Seattle International Film Festival

Old friend (and project regular, it seems) Phil Seneker sends me a message on Twitter saying he’s got an extra ticket to the Opening Night of the Seattle International Film Festival, if I’m going to be in town and feel like going. I’ve got a couple of days until I have to be at the next project, so I figure what the hell.

The plan is to meet him at the event’s Will Call area and the webpage says the event starts at 5:30, so I spend the day editing UP COUNTRY in some Seattle coffee shops. Around 3pm, I give Phil a call, but there’s no answer. 4pm, no answer. I jump on a bus and head downtown to the event (which is more or less next to the Space Needle). I walk by the Red Carpet, where Ty Migota (THE SUMMER HOME) is shooting footage for something, but no Phil. Nor is he at Will Call. His phone rings and rings. No answer. Twenty minutes or so pass. Nothing.


Finally, I figure Phil’s not going to show and go looking for someone who’s working, which isn’t actually that hard. They pass me up the line. I explain who I am and who I write for and, simple as that, I’ve got a General Admission pass and two free drink tickets. Because, really, if I can’t talk my way into a film festival, then there’s really something wrong with me.

I’m inside maybe 5 minutes when I run into Phil, who’s headed out to give me my ticket. Turns out he’s actually working the event.

I figure I might as well help him out, since he’s actually working, which involves very little. Mostly I keep track of his shotgun mic for him and point it at the podium during the introductory speeches.

One pretty interesting thing they’re doing this year is partnering with Starbucks to offer a selection of SIFF shorts over Starbuck’s in-store digital network around the country. Essentially, until the end of the festival (June 12), you can go to any Starbucks. Log into their Wifi and it’ll take you to the digital network (it’s easy. I do it pretty much every day) and you can watch SIFF shorts right there. It’s a pretty fantastic way to get some of the shorts out there to a wider audience and actually provide some additional value for filmmakers.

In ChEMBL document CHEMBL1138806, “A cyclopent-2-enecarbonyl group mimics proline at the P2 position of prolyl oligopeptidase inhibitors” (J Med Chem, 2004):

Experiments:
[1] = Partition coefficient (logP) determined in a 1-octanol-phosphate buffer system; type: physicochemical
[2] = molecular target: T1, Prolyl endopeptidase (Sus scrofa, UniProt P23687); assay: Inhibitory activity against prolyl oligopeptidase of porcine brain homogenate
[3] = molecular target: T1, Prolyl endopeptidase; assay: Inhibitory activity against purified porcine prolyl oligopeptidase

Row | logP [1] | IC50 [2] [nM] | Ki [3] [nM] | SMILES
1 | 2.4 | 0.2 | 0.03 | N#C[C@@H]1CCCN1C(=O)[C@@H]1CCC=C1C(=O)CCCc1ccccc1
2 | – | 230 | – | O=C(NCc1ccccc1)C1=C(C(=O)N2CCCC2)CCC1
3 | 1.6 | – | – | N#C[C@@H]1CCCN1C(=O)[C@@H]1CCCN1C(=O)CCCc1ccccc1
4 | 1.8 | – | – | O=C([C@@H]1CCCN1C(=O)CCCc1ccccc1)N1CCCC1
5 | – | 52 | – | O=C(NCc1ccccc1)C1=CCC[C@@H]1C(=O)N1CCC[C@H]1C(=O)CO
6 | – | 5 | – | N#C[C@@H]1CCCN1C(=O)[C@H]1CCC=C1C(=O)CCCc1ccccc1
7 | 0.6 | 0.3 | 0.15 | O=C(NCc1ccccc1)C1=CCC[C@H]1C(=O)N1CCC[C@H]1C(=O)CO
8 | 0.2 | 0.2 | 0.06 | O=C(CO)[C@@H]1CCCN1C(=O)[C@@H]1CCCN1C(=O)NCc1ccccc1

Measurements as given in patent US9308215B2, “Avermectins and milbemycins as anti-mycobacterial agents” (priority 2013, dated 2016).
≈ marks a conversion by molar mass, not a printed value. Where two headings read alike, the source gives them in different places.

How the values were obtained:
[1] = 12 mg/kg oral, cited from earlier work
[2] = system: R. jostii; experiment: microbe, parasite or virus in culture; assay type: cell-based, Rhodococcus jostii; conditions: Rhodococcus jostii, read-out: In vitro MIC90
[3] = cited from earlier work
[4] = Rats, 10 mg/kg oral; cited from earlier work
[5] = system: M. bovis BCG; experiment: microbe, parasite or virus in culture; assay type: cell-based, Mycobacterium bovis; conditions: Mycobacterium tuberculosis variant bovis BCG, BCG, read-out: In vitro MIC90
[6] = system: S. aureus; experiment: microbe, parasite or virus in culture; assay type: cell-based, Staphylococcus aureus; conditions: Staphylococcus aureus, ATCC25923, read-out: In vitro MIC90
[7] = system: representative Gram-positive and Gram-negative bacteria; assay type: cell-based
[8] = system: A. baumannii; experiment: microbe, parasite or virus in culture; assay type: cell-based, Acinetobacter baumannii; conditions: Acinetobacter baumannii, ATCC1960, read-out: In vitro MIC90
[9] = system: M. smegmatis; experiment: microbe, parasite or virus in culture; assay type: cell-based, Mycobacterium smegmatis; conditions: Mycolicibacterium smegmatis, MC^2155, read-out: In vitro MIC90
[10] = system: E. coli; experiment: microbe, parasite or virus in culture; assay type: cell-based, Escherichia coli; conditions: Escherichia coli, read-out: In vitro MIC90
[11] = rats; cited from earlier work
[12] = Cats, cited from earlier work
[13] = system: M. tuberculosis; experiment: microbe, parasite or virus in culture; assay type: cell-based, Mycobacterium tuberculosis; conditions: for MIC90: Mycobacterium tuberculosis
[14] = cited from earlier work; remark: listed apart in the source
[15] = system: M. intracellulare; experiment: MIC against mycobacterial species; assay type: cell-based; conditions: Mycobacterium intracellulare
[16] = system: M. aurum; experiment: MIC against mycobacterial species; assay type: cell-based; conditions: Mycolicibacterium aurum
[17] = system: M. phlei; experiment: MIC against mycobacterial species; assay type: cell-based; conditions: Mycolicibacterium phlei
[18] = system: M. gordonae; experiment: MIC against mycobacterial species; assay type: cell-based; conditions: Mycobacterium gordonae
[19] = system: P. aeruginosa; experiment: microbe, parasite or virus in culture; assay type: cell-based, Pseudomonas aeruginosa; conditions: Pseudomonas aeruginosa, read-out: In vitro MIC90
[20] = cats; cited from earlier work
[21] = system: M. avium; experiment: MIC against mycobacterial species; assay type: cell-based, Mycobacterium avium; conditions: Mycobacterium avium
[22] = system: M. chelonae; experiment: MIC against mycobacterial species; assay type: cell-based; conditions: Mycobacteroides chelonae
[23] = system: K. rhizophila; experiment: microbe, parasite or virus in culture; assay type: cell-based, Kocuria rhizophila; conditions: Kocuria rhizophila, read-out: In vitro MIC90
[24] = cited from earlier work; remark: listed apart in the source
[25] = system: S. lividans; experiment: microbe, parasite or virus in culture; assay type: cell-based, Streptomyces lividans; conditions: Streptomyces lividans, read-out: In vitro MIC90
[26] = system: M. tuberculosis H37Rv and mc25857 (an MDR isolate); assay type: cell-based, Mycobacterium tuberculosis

SIFF’s Opening Night Film is Justin Chadwick’s THE FIRST GRADER. Phil and I duck out as it starts, fully intending to watch at least part of it until we realize that the VIP section is still open and still serving.

The movie ends (oops) and the VIP section fills up with, well, VIPs. I take a bunch of photos and Phil shoots some b-roll. When you walk around a VIP section with a camera, people pose for lots of photos. They figure you’re supposed to be there. And I guess, in a way, I was.

Tom Skerritt & Friends

From what I can tell, it’s not a bad festival they put on at SIFF. It’s not really the sort of thing that seems, from the schedule, to program a lot of indies, but if you’re in Seattle, it’s a nice way to see a lot of world cinema all in one place.

And, hell, I still have my drink tickets.

Filmmaker Lucas McNelly is spending a year on the road, volunteering on indie film projects around the country, documenting the process and the exploring the idea of a mobile creative professional. You can see more from A Year Without Rent at the webpage. His feature-length debut is now available to rent on VOD. Follow him on Twitter: @lmcnelly.